By Paul Caputo

Vranec is a big, bold and robust red wine grape from the Balkans. Although best known as Macedonia’s flagship grape, Vranec isn’t strictly indigenous to Macedonia. Nevertheless it is the flag bearer in the country’s quest for international recognition and is responsible for the majority of the best red wines. It is also widely planted across the Balkans, especially in Montenegro and Serbia, but it is in Macedonia where winemakers have fully embraced the variety’s potential to give bold black fruit flavours and forceful tannin and acidity.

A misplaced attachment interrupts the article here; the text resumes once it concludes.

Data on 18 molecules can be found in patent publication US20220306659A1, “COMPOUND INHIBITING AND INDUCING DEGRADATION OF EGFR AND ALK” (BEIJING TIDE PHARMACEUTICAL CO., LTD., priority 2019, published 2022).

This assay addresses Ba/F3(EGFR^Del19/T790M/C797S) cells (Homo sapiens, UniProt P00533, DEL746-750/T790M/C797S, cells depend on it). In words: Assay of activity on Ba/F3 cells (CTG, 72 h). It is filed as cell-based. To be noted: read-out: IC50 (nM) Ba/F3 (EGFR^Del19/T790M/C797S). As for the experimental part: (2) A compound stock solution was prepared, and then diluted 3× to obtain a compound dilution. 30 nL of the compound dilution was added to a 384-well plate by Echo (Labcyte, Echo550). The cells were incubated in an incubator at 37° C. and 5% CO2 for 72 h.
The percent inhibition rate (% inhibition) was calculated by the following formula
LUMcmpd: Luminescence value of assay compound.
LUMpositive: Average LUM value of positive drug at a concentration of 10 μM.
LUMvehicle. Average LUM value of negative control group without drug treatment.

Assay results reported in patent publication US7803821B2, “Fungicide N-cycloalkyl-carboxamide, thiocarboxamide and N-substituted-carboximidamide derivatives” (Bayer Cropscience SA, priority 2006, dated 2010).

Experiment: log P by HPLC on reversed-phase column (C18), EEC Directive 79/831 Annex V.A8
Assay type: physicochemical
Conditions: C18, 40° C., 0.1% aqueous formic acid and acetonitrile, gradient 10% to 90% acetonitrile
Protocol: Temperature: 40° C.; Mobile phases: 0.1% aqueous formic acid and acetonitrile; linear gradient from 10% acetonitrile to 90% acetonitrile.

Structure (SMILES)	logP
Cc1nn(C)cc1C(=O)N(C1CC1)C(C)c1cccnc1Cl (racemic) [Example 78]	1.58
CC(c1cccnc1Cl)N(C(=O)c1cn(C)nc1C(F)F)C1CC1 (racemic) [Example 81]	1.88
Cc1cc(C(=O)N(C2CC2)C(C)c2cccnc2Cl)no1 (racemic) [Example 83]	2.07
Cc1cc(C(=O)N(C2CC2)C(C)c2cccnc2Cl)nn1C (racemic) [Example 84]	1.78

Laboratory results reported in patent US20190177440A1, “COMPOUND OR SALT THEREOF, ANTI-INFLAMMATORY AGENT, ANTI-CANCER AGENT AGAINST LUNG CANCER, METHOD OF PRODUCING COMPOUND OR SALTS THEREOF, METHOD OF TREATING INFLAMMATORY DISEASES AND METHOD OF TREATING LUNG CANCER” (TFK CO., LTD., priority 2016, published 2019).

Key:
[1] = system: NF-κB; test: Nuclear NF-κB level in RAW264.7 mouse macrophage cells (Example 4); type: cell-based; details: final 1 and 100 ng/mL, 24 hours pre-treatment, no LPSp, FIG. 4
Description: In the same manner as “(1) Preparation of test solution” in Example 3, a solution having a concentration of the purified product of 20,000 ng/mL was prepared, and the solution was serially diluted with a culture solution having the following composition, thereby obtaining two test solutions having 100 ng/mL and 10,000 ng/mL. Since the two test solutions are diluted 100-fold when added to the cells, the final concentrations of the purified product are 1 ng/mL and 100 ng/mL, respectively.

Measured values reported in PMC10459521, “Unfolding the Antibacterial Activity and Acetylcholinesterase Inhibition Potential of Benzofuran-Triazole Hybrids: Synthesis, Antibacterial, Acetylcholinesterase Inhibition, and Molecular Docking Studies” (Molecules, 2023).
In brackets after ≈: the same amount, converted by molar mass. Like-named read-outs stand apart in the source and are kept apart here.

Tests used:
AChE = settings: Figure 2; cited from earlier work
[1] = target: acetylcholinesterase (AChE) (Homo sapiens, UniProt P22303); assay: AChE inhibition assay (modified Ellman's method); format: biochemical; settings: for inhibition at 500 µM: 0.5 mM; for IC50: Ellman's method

Vranec translates as strong, black and powerful stallion. The word Vran also means raven, coloured or black, which is why this red wine is more colloquially known as black wine in the country.

This grape variety is believed to originate from Montenegro. According to the book Wine Grapes 2012 by Jancis Robinson, Julia Harding and Dr. José Vouillamoz, the Vranec is a cross of the Tribidrag grape variety (aka Primitivo or Zinfandel) and another grape variety that remains unknown to date. In Macedonia it was introduced for the first time in 1950 by Professor Dragan Nastev who planted Vranec vines in the Skopje wine district to test its potential.